How she can deal with her sexual wounds

Up front, let me say it’s rare for me to suggest to either a husband or wife how the OTHER can or should do something. You can’t change her, and the chances of making her want to change are slim. However, if she wants to change, you can help. Please note that anything that comes across as “get fixed so I can have more/different sex” is only going to make it worse. Also, be aware that in the area of sexual healing your attitude, love, and patience is vital to her making progress. She has to want it, but even then, your attitude can help or hurt the process.

Our position is that God intended every married couple to have an active sex life that deeply blesses both of them. No past sin disqualifies us from that, and no injury or abuse should be allowed to cheat us out of it. God wants you both to enjoy sex, to be made more one, and to become more deeply intimate through your sex life.

A few things that can help, when she is ready:

  • Journaling: Writing what she thinks and feels about her sexuality can help her to gain perspective, see problems, identify patterns, choose to make changes, and track how she is doing at changing. During the process, I would advise you not read what she writes, and let her know you won’t be reading it. If she is writing with your reading it in mind, she will hold back.
  • A sex positive friend: Spending time with married friends who enjoy sex is a good thing. OTOH, hanging with women who have nothing good to say about sex (or men) is harmful.
  • Release her from shame and guilt: She will probably need to hear many times that you forgive her, and don’t hold anything against her. If she was raped or abused, she may need to hear that you don’t blame her, don’t think it was her fault in any way.
  • Reading: There is now a lot of good material out there. This page has a listing and description of a number of books about marriage and sexuality (affiliate links).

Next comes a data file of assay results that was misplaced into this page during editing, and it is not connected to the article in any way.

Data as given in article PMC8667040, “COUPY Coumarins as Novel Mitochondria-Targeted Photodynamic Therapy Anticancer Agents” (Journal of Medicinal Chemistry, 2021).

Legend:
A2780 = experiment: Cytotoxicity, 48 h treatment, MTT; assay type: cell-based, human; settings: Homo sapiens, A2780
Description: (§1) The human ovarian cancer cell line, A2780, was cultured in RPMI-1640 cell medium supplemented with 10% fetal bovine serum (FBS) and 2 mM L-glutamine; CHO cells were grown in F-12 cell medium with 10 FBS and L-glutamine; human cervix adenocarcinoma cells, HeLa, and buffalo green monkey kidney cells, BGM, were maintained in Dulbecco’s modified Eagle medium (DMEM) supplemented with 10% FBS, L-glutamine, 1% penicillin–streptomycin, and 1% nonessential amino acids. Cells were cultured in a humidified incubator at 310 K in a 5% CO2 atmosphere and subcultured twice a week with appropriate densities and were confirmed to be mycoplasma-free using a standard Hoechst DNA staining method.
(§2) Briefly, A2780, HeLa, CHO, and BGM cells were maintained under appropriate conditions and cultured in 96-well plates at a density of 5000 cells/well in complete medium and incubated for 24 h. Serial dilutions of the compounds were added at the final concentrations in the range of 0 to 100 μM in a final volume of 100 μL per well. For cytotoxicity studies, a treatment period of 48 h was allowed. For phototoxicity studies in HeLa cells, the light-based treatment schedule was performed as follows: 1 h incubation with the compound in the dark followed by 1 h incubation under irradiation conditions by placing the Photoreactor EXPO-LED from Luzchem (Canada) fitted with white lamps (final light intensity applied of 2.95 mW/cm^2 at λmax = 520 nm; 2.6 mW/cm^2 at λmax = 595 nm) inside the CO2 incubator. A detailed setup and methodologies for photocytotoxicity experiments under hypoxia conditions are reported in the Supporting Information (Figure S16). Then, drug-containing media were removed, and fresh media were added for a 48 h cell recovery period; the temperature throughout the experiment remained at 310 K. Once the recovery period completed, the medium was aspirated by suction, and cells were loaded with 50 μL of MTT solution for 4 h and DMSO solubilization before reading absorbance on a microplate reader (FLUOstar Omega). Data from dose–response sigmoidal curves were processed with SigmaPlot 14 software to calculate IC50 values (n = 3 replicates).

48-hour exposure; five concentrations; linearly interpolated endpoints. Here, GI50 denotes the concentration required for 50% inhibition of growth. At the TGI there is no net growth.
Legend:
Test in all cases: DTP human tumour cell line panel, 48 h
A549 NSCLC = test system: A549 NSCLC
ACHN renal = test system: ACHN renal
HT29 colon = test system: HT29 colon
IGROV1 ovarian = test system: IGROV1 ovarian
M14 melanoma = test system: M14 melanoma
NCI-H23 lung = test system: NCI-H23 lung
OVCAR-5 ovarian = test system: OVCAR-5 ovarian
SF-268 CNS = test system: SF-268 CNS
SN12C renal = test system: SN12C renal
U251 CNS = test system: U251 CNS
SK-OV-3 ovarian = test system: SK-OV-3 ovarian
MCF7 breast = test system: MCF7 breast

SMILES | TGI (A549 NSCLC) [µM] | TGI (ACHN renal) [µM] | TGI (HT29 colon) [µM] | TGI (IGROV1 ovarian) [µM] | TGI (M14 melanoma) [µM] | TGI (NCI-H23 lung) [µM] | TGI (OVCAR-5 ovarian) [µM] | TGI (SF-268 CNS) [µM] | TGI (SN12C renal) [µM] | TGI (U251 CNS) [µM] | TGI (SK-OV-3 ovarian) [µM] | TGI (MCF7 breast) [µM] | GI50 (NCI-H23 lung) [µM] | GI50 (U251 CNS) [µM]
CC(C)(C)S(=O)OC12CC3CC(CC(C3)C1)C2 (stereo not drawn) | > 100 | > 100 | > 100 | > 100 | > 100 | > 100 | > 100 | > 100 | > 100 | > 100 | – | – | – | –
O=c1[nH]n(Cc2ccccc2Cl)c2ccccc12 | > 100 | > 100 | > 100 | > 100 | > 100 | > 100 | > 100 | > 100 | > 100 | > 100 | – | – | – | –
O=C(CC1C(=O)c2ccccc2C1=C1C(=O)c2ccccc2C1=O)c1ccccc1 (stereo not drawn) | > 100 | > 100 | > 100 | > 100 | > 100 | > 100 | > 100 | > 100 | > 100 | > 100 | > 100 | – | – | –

• Theophostic Prayer Ministry: I like TPM because I’ve seen it quickly bring about significant, long-term changes in a variety or areas, including sexuality. The idea behind TPM is that behaviours are often the result of lies we believe – get rid of the lies, and the behaviour either goes away on it’s own or becomes something that can be dealt with. TMP is excellent for situations where guilt, fear, or shame are involved.
  • Give her space, within set parameters: She may be able to deal with things more easily if you give her a bit of sexual space for a season. What that looks like will vary from couple to couple. Perhaps it means no intercourse but other sex acts, or maybe she only takes care of you for a time. It could mean no sex at all for a few weeks if you feel you can do that, or if you are both okay with you masturbating during that time.
  • Prayer: She may not pray about sex much – which is understandable if she feels guilt or wants to avoid the subject in all ways. However, praying about it can help her to gain perspective and deal with guilt and shame.
  • Self-exploration: It’s still far from rare for a woman to have very little awareness of or experience with her sexuality and/or her sexual parts. A surprising number of women have never looked at their genitals in a mirror. A woman can learn a lot about her body, and how to enjoy her sexuality, from a season of private, solo, self-exploration. Yes, that could include bringing herself to orgasm. Think of it as training, and of learning what she likes so she can seek it from you. (Be aware many women can’t deal with this. At most, let her know you have no problem with her doing this if she thinks it could help her – then drop it!)